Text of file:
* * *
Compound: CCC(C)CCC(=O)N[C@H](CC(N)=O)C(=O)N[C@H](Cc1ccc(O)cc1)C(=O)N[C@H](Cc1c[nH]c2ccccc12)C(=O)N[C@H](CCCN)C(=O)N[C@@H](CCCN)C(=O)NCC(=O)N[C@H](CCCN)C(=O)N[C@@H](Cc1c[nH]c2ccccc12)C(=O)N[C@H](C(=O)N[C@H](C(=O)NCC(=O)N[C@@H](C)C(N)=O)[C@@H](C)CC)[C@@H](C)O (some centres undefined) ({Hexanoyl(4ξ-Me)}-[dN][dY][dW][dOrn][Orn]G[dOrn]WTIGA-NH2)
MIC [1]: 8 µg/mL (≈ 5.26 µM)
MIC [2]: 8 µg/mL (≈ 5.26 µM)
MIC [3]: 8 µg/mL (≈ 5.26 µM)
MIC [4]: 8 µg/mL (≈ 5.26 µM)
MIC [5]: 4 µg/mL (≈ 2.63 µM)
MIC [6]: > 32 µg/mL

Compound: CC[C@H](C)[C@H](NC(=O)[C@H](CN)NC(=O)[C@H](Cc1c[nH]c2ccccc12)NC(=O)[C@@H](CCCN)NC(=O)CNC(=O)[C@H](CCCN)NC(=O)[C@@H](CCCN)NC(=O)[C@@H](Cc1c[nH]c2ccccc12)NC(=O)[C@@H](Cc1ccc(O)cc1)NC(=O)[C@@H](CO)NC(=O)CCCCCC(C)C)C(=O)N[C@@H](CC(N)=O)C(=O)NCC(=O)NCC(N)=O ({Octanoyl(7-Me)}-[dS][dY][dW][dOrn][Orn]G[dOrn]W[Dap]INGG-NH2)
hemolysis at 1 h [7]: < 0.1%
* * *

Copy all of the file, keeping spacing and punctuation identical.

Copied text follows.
Compound: CCC(C)CCC(=O)N[C@H](CC(N)=O)C(=O)N[C@H](Cc1ccc(O)cc1)C(=O)N[C@H](Cc1c[nH]c2ccccc12)C(=O)N[C@H](CCCN)C(=O)N[C@@H](CCCN)C(=O)NCC(=O)N[C@H](CCCN)C(=O)N[C@@H](Cc1c[nH]c2ccccc12)C(=O)N[C@H](C(=O)N[C@H](C(=O)NCC(=O)N[C@@H](C)C(N)=O)[C@@H](C)CC)[C@@H](C)O (some centres undefined) ({Hexanoyl(4ξ-Me)}-[dN][dY][dW][dOrn][Orn]G[dOrn]WTIGA-NH2)
MIC [1]: 8 µg/mL (≈ 5.26 µM)
MIC [2]: 8 µg/mL (≈ 5.26 µM)
MIC [3]: 8 µg/mL (≈ 5.26 µM)
MIC [4]: 8 µg/mL (≈ 5.26 µM)
MIC [5]: 4 µg/mL (≈ 2.63 µM)
MIC [6]: > 32 µg/mL

Compound: CC[C@H](C)[C@H](NC(=O)[C@H](CN)NC(=O)[C@H](Cc1c[nH]c2ccccc12)NC(=O)[C@@H](CCCN)NC(=O)CNC(=O)[C@H](CCCN)NC(=O)[C@@H](CCCN)NC(=O)[C@@H](Cc1c[nH]c2ccccc12)NC(=O)[C@@H](Cc1ccc(O)cc1)NC(=O)[C@@H](CO)NC(=O)CCCCCC(C)C)C(=O)N[C@@H](CC(N)=O)C(=O)NCC(=O)NCC(N)=O ({Octanoyl(7-Me)}-[dS][dY][dW][dOrn][Orn]G[dOrn]W[Dap]INGG-NH2)
hemolysis at 1 h [7]: < 0.1%